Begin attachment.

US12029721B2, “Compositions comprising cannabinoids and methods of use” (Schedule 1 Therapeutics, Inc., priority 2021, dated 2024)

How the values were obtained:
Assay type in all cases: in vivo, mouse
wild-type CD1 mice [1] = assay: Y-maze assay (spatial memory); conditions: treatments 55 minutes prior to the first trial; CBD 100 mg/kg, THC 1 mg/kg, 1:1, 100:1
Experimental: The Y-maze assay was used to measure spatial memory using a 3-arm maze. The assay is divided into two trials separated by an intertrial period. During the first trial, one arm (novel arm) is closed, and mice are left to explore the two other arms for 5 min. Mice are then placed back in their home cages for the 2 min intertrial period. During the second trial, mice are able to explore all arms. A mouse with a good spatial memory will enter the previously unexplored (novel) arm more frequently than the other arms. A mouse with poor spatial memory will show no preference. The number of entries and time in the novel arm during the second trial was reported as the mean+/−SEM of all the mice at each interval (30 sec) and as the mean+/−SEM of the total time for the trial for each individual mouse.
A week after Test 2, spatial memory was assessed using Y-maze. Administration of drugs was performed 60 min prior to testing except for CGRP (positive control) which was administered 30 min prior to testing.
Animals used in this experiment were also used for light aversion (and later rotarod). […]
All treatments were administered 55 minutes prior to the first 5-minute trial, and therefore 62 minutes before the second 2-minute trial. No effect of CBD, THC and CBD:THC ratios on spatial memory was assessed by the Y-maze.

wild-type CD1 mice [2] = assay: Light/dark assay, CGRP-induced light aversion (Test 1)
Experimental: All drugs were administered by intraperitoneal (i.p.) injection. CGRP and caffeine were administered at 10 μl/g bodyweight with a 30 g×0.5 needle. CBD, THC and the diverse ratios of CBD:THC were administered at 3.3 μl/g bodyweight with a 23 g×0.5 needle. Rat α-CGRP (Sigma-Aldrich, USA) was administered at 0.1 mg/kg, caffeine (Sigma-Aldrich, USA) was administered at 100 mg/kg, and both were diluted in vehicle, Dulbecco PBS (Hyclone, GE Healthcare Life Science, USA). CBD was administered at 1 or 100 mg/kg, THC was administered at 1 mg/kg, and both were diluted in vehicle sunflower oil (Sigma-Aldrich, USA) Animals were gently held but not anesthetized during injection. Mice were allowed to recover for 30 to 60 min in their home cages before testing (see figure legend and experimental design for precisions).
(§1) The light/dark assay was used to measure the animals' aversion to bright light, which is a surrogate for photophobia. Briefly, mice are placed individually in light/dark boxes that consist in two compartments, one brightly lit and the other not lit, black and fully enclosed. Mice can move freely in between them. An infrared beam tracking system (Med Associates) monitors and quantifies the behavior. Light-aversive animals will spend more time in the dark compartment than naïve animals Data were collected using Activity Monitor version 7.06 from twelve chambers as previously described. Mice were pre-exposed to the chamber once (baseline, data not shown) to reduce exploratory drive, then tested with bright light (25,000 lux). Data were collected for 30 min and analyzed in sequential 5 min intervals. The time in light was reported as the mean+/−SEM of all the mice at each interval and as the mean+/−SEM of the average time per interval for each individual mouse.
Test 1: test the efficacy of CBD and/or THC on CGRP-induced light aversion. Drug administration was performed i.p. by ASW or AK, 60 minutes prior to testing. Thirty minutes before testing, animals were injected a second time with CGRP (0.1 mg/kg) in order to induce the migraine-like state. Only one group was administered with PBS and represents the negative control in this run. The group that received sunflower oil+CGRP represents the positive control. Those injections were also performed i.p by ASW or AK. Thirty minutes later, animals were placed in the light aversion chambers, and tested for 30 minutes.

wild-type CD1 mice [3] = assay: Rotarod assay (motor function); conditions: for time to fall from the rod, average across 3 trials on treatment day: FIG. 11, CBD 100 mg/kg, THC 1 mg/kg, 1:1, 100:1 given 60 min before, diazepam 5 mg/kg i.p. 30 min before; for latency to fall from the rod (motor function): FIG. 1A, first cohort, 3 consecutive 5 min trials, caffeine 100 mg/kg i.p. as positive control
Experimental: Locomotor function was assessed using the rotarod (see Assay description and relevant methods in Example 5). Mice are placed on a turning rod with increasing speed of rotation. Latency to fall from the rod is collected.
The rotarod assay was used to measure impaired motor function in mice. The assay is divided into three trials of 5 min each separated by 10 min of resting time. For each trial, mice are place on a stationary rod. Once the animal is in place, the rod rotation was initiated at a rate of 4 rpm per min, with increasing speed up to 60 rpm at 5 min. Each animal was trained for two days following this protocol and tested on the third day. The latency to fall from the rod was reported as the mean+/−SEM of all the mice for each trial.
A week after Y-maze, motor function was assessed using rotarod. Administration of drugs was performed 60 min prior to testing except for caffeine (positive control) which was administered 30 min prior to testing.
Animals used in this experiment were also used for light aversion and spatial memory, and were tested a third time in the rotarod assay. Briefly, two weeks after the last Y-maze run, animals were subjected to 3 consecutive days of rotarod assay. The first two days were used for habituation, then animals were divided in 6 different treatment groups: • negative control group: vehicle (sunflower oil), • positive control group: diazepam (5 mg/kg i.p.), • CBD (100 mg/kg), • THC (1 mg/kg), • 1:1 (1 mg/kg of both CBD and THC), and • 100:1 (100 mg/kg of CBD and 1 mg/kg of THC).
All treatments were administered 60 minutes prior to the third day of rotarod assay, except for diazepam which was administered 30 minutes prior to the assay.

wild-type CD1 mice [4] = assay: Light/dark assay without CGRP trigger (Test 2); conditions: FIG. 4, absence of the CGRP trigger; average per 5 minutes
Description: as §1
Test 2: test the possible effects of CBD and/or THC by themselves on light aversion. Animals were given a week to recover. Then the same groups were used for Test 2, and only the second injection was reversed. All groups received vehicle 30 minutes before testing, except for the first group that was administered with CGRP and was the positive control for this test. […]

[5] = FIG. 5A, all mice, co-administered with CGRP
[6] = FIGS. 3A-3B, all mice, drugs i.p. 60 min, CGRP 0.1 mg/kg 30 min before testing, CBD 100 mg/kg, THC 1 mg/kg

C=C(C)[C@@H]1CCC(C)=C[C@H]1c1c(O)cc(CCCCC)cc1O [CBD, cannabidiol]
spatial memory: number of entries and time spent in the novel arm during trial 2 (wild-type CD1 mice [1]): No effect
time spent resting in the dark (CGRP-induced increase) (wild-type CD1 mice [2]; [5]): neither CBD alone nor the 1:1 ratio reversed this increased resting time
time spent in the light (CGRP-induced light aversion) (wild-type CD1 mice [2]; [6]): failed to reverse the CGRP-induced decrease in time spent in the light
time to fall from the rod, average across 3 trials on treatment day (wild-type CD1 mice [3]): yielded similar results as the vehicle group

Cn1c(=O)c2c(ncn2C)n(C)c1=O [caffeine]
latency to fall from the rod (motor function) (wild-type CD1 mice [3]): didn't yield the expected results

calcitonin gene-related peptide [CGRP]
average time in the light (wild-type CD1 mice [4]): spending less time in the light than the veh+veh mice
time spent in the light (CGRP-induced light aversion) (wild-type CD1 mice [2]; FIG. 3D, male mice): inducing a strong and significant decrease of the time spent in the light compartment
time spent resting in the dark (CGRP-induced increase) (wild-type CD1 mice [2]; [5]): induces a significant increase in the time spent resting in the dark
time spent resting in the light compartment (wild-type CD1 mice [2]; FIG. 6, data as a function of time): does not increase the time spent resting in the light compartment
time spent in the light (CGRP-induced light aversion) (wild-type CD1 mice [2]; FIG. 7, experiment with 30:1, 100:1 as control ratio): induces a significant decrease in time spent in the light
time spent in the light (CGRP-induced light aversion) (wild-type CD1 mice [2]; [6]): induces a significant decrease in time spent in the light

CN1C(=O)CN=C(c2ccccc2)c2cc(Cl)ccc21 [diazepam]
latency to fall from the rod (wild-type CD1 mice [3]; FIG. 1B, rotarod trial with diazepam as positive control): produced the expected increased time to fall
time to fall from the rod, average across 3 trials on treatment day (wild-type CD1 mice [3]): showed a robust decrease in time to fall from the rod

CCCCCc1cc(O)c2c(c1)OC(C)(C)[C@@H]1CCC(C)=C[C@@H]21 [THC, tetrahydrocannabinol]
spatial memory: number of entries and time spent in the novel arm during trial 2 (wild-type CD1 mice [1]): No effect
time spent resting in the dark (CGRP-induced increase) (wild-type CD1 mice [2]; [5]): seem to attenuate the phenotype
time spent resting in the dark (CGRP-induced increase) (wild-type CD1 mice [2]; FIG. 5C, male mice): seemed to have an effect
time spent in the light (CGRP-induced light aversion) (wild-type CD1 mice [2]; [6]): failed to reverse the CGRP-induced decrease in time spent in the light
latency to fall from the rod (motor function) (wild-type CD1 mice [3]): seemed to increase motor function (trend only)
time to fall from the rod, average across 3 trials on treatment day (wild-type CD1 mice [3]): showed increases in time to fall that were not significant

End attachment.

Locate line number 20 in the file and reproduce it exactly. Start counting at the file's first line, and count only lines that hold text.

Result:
Description: as §1